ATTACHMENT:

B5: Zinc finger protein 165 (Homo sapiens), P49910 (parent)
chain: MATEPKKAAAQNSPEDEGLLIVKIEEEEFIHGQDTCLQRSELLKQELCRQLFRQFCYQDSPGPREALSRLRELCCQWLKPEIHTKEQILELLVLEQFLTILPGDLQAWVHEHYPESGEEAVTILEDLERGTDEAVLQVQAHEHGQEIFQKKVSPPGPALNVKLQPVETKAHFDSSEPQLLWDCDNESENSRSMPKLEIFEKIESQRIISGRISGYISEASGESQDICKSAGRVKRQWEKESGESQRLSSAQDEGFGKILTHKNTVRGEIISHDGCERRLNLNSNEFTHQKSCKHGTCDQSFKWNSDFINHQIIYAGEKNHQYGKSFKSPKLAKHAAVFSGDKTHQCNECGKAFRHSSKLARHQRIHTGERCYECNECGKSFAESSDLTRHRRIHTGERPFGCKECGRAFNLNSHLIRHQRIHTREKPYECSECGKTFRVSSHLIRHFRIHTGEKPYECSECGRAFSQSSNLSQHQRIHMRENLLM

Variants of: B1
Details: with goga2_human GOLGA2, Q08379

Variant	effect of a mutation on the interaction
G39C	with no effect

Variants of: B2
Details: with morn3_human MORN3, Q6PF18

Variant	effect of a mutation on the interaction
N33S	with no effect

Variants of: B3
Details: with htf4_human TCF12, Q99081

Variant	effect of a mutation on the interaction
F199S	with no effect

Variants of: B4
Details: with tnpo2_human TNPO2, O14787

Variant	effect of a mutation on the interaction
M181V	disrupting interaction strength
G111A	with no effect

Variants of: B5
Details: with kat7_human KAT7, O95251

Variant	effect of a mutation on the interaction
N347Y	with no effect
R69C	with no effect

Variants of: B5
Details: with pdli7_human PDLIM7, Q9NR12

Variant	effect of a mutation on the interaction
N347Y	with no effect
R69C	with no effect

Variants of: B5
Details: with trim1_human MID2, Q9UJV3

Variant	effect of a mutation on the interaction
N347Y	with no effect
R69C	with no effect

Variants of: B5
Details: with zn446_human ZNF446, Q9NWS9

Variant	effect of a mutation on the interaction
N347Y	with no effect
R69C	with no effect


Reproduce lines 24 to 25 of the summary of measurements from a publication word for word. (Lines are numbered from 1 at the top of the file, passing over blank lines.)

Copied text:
R69C	with no effect

Variants of: B5